Diabetes Still Not Cured; Insulin Ain’t Cheap

I admit, I’m protected against this by a good health care plan, but I know how ridiculous the prices are — especially when I did take more one month and am close to running out before the renewal date.

In the United States, just three pharmaceutical giants hold patents that allow them to manufacture insulin: Eli Lilly, Sanofi and Novo Nordisk. Put together, the “big three” made more than $12 billion in profits in 2014, with insulin accounting for a large portion.   What makes this so worrisome is that the big three have simultaneously hiked their prices. From 2010 to 2015, the price of Lantus (made by Sanofi) went up by 168 percent; the price of Levemir (made by Novo Nordisk) rose by 169 percent; and the price of Humulin R U-500 (made by Eli Lilly) soared by 325 percent.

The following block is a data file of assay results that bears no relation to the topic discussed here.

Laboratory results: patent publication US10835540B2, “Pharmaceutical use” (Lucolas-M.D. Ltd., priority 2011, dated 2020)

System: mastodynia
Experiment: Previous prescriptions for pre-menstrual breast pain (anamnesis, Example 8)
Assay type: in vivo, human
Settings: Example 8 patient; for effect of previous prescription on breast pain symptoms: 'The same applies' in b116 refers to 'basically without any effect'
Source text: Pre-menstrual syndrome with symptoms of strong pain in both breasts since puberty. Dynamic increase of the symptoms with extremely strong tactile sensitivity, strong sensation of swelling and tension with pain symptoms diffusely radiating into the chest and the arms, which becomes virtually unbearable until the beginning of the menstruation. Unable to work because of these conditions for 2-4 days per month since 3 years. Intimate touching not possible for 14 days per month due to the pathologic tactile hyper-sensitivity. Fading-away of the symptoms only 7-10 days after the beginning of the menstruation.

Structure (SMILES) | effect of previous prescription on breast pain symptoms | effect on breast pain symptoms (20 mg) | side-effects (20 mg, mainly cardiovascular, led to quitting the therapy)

I’ve used two of the three of those in my life.

To make insulin affordable, we need more competition. Nothing would do this faster than a “generic” form of insulin. (Technically, because insulin is made using bacteria, it should be referred to as a “biosimilar” instead of a “generic.”) Unfortunately, there isn’t one available in the United States.

Don’t hold your breath, kids.